Minister for Māori Development Willie Jackson said it was satisfying to see entrepreneurial Māori businesses, like 1Centre, and its Māori cadets thriving post COVID.
“In response to the impact of COVID-19 the government expanded the Cadetship programme from $4.75m in 19/20, to $11.5m for 20/21 through to 22/23. This extra funding saw 1287 cadets contracted into programmes during the 20/21 year.”
More Māori women are also moving into Cadetships – with just over half of all cadets women in the 20/21 year, compared to 40% in 19/20, and 32% in 18/19, says Minister Jackson.
Miriana (Ngā Rauru, Te Āti Awa) plans to take her tech company global, and Te Puni Kōkiri is helping her on her way through investment and funding of three cadets through Te Puni Kōkiri Cadetships programme.
“After reading stories about the Mark Zuckerberg’s of the online world, I thought if they can start up a tech company, why can’t I?”
In 2016, Miriana established 1Centre in Auckland. The firm provides unique customer onboarding and auto decisioning cloud-based software to clients such as Farmlands, Bidfood, Frucor, Suntory and HW Richardson.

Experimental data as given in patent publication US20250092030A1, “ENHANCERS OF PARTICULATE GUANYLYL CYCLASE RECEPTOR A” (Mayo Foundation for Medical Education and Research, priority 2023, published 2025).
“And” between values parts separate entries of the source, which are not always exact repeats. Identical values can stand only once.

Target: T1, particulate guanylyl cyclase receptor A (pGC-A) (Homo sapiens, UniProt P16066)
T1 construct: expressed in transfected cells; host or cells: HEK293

“Finding highly skilled tech staff is difficult in New Zealand, with Māori massively under-represented. Employing more Māori is something I can do to help close that gap,” says Miriana.
James Besant has “really appreciated” working part-time at 1Centre while finishing his computer science degree and Ben Bullock, described his job as “one of the best opportunities in my adult life”.
The Cadetships programme funds employers up to $10,000 per cadet to upskill, mentor, and develop Māori workers – both young and older. Employers interested in finding out about the Cadetship programme can contact their local Te Puni Kōkiri regional oﬃce.